You can almost hear the killer calling "Next!" as the cast fall to the flashing blade in Sergio Martino's highly enjoyable and influential giallo.
Julie Wardh (Edwige Fenech) and her American diplomat husband Neil (Alberto de Mendoza) return to Austria during a rash of murders, where a black gloved assassin - dubbed by the press "The Razor Killer" - seems intent to slash his way through the female population of Vienna. Initially, Julie has issues closer to home to worry about: her husband seemingly neglects her, leaving her alone in their (fabulously stylish) pop art apartment. This leads her to start daydreaming about her ex-lover, Jean (Ivan Rassimov), who she had previously been embroiled in a sadomasochistic relationship but eventually left for Neil (in a couple of highly stylised flashbacks we see him throwing her to the floor in a rainy forest glade and ravishing her, and, separately, smashing a champagne bottle, scattering fragments of glass like shimmering diamonds over her glistening body). Seemingly coincidentally, she begins to receive bunches of roses from her ex-lover with vaguely threatening notes which don't actually make a lot of sense, like "Worst part of you is the best thing you've got and it will always be mine!". No wonder she looks a little confused!
Julie's best friend Carol (Conchita Airoldi) tries to cheer her up by inviting her to a party at her home, where the highpoint is a cat fight between two blonde ladies dressed in what looks like bacofoil. It's here that Carol introduces her to her smooth talking Irish cousin, George (George Hilton), who sports a very variable accent throughout. She also spots Jean at the party, and flees - only for him to confront her outside. Neil turns up, and after an altercation where he punches Jean square in the mouth he whisks Julie away. Later that night, someone dressed in black sneaks into the apartment of one of the female guests at the party and slits her throat with a barber's razor whilst she's taking a shower.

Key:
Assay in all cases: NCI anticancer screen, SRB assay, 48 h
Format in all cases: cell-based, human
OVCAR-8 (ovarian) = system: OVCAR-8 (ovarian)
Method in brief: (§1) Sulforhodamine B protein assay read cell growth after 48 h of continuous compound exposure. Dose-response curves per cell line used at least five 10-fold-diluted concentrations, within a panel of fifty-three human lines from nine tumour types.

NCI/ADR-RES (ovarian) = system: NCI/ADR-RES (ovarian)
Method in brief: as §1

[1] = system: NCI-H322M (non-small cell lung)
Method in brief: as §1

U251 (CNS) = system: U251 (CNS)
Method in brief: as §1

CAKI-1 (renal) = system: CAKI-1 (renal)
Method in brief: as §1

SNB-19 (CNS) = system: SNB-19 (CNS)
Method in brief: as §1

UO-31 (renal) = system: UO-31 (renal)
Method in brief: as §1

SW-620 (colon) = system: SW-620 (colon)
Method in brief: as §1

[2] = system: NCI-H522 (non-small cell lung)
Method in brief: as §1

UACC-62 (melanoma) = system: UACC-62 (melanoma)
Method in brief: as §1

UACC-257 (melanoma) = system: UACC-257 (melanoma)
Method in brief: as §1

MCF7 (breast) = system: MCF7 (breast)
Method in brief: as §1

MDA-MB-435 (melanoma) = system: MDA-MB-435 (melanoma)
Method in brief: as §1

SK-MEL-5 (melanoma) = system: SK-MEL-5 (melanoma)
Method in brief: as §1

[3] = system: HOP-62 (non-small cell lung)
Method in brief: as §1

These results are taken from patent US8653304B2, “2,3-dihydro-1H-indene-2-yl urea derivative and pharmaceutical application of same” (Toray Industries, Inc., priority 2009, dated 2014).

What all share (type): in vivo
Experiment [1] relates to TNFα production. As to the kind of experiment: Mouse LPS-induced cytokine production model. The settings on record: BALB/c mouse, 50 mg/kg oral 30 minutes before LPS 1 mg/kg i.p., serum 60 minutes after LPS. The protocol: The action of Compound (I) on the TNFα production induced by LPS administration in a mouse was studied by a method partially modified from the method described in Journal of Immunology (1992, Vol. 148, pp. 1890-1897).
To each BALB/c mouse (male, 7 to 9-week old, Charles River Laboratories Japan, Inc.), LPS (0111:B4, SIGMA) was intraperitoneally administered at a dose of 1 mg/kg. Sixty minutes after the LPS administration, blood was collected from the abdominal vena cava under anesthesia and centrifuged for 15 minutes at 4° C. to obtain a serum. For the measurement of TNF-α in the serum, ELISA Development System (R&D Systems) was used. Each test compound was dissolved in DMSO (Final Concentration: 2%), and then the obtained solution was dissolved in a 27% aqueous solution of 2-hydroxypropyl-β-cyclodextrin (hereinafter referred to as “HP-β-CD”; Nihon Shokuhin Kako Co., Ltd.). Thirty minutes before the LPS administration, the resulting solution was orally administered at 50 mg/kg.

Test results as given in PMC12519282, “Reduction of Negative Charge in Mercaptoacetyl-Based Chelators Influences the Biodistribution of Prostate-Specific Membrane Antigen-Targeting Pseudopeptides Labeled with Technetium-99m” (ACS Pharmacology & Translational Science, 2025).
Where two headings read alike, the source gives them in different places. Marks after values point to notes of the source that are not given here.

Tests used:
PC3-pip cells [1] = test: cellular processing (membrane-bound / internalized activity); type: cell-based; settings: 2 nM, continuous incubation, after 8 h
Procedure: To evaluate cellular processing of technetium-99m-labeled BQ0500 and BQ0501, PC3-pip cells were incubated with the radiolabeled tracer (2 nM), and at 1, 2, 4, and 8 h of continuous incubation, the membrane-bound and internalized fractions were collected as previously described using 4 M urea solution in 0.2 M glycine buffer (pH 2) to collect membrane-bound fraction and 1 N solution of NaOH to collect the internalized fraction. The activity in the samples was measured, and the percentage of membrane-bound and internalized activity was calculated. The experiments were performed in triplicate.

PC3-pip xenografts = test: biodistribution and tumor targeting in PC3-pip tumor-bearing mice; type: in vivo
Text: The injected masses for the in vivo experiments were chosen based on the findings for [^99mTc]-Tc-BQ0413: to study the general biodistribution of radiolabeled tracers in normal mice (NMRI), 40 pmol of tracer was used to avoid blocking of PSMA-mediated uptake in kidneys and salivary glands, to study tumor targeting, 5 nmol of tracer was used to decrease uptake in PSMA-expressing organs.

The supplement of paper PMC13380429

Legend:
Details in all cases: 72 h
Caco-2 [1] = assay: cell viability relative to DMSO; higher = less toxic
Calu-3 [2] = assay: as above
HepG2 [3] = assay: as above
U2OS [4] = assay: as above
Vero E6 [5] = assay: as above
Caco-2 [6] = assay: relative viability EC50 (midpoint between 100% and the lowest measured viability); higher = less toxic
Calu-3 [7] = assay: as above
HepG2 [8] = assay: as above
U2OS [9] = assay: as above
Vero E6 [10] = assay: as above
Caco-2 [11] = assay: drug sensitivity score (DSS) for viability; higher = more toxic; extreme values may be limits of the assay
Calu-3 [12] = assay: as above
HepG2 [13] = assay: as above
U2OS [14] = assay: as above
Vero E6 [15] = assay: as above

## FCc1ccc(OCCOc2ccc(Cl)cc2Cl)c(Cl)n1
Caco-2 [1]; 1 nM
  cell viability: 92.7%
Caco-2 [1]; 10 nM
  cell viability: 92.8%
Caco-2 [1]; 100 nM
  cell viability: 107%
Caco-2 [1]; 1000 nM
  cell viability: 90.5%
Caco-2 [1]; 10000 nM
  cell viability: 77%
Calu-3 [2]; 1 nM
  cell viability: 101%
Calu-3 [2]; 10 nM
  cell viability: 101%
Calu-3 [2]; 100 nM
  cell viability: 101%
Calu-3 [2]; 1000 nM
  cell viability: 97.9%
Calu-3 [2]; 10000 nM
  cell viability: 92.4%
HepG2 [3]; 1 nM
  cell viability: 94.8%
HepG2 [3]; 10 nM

George has obviously taken a shine to Julie, and makes the most of Neil's absence. Despite some initial resistance, Julie falls for his Gallic charms, and they end up sharing a night of passion after they escape from Jean's unwanted attentions. However, someone else seems to know about their illicit affair, as Julie receives a phone call from someone demanding money to keep quiet. She arranges to meet the mystery caller the next day at the city gardens and confides her fears to Carol, who squeaks, "Listen ducky, you have too many problems!", and offers to go and meet the blackmailer instead. This turns out to be a very bad move indeed, as chirpy Carol is razored to death by the killer as thanks for her altruism when she reaches the agreed destination. Shocked by the death of her best friend, it slowly dawns on Julie that she was probably the killer's intended victim. So, not only is her love life a complicated mess but she also has a homicidal maniac on her tail! What's a girl to do?